Defence Manufacturing Needs More Home-Made Tech: Nirmala Sitharaman

"Manufacturing cannot be done with borrowed technology. We really got to have the drive for innovation," Defence Minister Nirmala Sitharaman said

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Defence Manufacturing Needs More Home-Made Tech: Nirmala Sitharaman

Defence Minister Nirmala Sitharaman gave awards to DRDO scientists in New Delhi (File)


New Delhi:  India is looking to rely more on home-made technology to make defence hardware instead of relying on borrowed technology, Defence Minister Nirmala Sitharaman has said. India is one of the largest importers of arms in the world, she added.

"Manufacturing cannot be done with borrowed technology. We really got to have the drive for innovation," Ms Sitharaman said at an event where scientists of the Defence Research and Development Organisation (DRDO) attended.

"India being the largest procurer of defence equipment, the emphasis on indigenisation has to be reiterated. This is exactly what has happened from 2014," she said, referring to the government's "Make in India" programme, which seeks to boost manufacturing in India.

DRDO chairman S Christopher said they have got an engine for the unmanned combat air vehicle Ghatak and is working to install DRDO-made sensors and weapons in warships.

This month also marks the 20th anniversary of the 1998 Pokhran nuclear tests.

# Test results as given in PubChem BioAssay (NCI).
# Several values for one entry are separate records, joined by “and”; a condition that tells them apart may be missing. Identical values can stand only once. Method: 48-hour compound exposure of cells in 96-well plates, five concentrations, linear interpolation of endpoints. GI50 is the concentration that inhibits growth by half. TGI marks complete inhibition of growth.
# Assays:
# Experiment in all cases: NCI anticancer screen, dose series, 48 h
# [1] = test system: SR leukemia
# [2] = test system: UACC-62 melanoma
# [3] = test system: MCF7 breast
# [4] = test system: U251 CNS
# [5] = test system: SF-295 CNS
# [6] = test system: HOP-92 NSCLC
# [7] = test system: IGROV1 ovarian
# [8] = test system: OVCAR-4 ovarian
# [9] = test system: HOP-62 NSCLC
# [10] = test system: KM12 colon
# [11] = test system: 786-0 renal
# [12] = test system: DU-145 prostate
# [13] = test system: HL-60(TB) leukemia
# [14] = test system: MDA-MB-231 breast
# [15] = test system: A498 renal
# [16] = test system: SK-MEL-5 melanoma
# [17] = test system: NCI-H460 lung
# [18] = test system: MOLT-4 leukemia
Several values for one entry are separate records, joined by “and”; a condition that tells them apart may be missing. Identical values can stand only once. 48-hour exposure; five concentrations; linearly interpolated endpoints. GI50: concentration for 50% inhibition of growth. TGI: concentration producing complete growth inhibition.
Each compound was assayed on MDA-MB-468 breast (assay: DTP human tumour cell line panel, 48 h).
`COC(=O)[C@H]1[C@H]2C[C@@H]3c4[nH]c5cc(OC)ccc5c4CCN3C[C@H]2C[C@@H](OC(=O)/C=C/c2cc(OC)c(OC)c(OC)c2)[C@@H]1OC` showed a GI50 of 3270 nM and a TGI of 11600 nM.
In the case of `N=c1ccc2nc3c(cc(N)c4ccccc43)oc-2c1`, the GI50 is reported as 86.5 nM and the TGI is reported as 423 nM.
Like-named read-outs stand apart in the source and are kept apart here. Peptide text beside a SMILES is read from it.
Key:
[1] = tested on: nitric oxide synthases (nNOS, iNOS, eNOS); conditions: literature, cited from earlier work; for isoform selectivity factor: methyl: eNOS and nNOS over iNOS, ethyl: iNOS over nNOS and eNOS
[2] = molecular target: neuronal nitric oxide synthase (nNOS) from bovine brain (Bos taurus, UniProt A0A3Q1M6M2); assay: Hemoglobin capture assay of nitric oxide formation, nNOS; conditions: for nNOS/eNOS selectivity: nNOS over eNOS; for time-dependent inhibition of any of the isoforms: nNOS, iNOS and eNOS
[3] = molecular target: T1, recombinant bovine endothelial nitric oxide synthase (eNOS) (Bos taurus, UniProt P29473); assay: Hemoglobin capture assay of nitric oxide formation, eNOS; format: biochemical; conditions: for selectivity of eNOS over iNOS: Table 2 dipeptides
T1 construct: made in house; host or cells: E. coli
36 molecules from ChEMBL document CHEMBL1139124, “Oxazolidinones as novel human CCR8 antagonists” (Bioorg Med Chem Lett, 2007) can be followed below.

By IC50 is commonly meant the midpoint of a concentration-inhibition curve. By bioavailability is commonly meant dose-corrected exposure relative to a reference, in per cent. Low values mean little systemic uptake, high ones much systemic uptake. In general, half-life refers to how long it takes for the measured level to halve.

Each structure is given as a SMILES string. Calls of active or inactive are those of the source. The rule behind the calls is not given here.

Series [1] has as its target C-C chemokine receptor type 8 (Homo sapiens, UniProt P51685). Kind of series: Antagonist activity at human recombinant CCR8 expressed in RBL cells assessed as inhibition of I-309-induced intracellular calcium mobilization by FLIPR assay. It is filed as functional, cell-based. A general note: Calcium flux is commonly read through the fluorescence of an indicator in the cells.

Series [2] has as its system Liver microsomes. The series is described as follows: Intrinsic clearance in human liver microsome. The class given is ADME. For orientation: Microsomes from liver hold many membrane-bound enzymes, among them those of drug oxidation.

Ms Sitharaman said the nuclear tests were carried out under "global watch" and restricted conditions, yet the world did not get a hint about the tests. She congratulated the DRDO scientists for successfully conducting the test.

"There was a sense of commitment when we achieved it in such a quiet fashion," she said.

Following the Pokhran tests, several countries had imposed sanctions on India. India had also faced international sanctions after its first nuclear test in 1974.

DRDO scientists were also awarded at the event on Monday. NITI Aayog member and former scientific advisor to defence minister VK Saraswat was honoured with the Lifetime Achievement Award.

The Pokhran-II nuclear weapons tests, code-named Operation Shakti, are considered different from the 1974 Pokhran-I exercise, code-named Smiling Buddha, because back then India conducted one detonation that it designated a "peaceful nuclear explosion".

With inputs from PTI


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